Somerville Reads is a project that promotes literacy and community by encouraging people all over the City to read and discuss books on the same theme. For our third annual program, the subject is food—local, sustainable, delicious!

Friday, April 27, 2012

Thanks... everyone who helped make Somerville Reads 2012 a success! Farm City was arguably our most popular book ever, and this year's events included some provocative discussions about the role of food in our lives and in our society. To keep the conversation going, here are links to recent articles related to some of the issues raised in this year's Somerville Reads:

Here's the latest on the city's urban agriculture initiative.

And here's big news for suppliers of cage-free meat.

World food prices are up.

Ellen DeGeneres confesses how hard it was to go vegan.

New evidence suggests that eating meat played a decisive role in human evolution.

A great discussion of Seedfolks with author Paul Fleischman on NPR's All Thing Considered .

Wednesday, April 25, 2012

Food Donations Drive

Just  a reminder: we are still taking donations for the Elizabeth Peabody House Food Pantry. They need canned goods, bottled pasta sauces, mac and cheese mix, canned fish, peanut butter and other non-perishables.

Tuesday, April 24, 2012

Potluck Recap

Saturday's potluck was great! Approximately 80 people came. Our thanks to the Michael J. Epstein Memorial Library for providing wonderful music! And congratulations to Diane Orf, whose white chicken chili was voted to be the overall favorite.  For more pictures of the celebration, click here and here.

Thursday, April 19, 2012

Potluck this Saturday!

This Saturday, April 21! Join us as Somerville celebrates its third “one city, one book” campaign, Somerville Reads 2012, a project that promotes literacy and community engagement by encouraging people all over the City to read and discuss books on the same theme. This year’s theme is food—local, sustainable, and delicious! We’ve chosen two books for discussion: Farm City: the Education of an Urban Farmer by Novella Carpenter and Seedfolks by Paul Fleischman. Copies of both books are available for check out at all Somerville Public Library locations.

  • Share a favorite dish (please list ingredients)
  • Vote for best dishes and maybe win a prize!
  • Listen to Somerville-based band Michael J. Epstein Memorial Library
  • Children - do a crafty kids’ activity!
  • Purchase a new community cookbook in support of the Friends
  • Eat great food and meet your neighbors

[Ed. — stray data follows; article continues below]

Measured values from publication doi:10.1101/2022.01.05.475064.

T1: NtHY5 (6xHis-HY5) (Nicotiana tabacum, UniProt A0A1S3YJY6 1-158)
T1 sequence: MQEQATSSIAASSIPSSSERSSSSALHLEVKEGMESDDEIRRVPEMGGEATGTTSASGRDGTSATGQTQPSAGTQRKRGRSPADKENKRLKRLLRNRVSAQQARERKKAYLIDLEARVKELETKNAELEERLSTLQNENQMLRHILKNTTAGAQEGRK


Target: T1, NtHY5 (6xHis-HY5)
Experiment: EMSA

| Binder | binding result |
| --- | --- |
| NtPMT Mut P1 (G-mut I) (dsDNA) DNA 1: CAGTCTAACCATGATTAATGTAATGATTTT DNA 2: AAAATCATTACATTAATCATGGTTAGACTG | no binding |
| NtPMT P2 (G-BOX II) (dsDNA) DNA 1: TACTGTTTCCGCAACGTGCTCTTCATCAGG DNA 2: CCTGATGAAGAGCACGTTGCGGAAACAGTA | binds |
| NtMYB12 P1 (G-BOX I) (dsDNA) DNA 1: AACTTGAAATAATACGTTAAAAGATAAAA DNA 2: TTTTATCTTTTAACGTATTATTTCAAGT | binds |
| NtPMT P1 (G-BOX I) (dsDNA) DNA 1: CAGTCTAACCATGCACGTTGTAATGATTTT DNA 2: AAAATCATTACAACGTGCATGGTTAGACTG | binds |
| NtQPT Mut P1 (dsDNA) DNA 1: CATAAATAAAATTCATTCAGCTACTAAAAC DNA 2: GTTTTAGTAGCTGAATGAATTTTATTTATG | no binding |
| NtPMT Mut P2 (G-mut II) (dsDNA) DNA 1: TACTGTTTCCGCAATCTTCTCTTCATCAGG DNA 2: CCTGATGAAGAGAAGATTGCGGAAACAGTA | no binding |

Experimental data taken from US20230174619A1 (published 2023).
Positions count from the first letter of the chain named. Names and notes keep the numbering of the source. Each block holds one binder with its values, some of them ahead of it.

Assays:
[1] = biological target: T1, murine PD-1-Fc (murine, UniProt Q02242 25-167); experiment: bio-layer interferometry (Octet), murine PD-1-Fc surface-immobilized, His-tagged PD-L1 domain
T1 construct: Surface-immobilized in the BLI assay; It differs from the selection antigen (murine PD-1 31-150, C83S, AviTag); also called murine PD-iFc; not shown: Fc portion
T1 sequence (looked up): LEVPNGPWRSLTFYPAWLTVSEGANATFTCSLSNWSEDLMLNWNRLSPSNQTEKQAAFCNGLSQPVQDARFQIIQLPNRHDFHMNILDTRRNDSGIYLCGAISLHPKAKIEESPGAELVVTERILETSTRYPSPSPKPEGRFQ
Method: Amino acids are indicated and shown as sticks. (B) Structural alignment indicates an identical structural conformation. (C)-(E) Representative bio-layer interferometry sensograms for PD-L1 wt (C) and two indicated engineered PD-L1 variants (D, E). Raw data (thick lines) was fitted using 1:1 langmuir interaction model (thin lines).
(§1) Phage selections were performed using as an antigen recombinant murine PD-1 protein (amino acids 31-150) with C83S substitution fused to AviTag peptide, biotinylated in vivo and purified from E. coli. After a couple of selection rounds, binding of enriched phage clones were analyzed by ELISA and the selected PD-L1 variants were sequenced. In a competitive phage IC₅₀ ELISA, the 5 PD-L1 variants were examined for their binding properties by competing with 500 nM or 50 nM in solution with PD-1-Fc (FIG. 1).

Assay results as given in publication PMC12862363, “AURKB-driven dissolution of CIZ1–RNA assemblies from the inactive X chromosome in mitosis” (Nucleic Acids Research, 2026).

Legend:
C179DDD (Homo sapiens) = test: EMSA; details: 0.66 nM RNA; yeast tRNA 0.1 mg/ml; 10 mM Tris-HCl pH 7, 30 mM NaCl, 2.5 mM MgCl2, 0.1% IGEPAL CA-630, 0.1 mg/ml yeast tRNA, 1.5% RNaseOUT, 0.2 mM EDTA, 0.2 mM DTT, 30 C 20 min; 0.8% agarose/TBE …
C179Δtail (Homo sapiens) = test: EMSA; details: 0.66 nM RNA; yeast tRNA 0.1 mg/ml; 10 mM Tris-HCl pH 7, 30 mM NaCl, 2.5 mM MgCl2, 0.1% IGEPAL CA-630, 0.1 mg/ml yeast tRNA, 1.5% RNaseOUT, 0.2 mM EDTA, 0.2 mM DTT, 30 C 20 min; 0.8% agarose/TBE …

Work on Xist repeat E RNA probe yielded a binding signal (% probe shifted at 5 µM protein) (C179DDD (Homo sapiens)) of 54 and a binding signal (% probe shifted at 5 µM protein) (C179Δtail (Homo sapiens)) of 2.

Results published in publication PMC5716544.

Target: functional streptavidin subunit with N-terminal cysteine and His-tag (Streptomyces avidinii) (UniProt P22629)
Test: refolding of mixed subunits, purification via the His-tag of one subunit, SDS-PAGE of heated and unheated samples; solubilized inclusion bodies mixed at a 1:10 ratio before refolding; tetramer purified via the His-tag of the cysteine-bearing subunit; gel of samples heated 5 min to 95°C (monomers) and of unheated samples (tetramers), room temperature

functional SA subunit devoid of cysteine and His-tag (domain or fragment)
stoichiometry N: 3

• Check out a featured book

For a full schedule of Somerville Reads events and our wonderful sponsors and partners, please click here.

To make a donation in support of the Friends of the Somerville Public Library, please click here. Thank you!

We’re trying out the e-invitation program EventBrite. Go here to sign up for the potluck.

See you soon…..

Wednesday, April 18, 2012

The Mayor's Urban Agricultural Initiative

This Saturday's Potluck Celebration takes place within the larger context of the citywide Urban Agricultural Initiative. The City is hosting a series of workshops and events to inspire residents to grow food, and to gather gardeners to share knowledge and celebrate the season. You can swap seedlings, learn about urban soil, see a demonstration on container gardening, and even help to create a new farm! All of the specifics can be found here.

Friday, April 13, 2012

Community Storytelling Night at Somerville Public Library a Hit!

Shannon McDonough, a stellar library supporter and volunteer, attended Wednesday's open mic event and shared her thoughts. We appreciate her support and enthusiasm.

So we hand you over to Shannon:

In tandem with my coursework in library and information science at Simmons GSLIS, I am volunteering at the Somerville Public Library and have been attending some excellent programs there lately.

Last week, I attended a Somerville Reads discussion of Farm City which was facilitated by Jessie Banhazl of Green City Growers. It was a really good discussion that was well-attended by an encouraging number of people including several twentysomethings.

Last night the Somerville Public Library held a Community Storytelling night. This event was expertly hosted by master of ceremonies, Tom Champion. Tom also explained that the city of Somerville is offering a plan to support urban agriculture — more urban farming, more access to fresh produce and support for activities like keeping chickens in your yard. LOVE.

Set-up like The Moth — which happened to have held an event on Tuesday night at the Somerville Theatre — the theme of the night was food, which ties in to the Somerville Reads program. This year, the books selected for Somerville Reads were Farm City and Seedfolks.
“What do we think about when we think about food? Love.”

The night’s storytellers all came at the topic from different angles, all of them deeply personal, creative and humorous.

The first storyteller used his food photography to illustrate his fast-paced, witty and touching narrative about cooking at home with his kids, how food is a part of his romantic relationships and how food breaks down cultural barriers when traveling the world. He set the tone when he asked, “What do we think about when we think about food? Love.”

Next up was a mother/son team who vividly told an engaging and funny children’s story about “Hare” and “Bear” and their struggle to remain friendly while relying on each other for land and food. Then, a storyteller-musician sang a few food-themed songs (one written that very night!) on her banjo — her performances and spirit were pure, generous and delightful.

A man who has worked in the food and restaurant industries for his whole life told several stories about everything from:

training to be a waiter,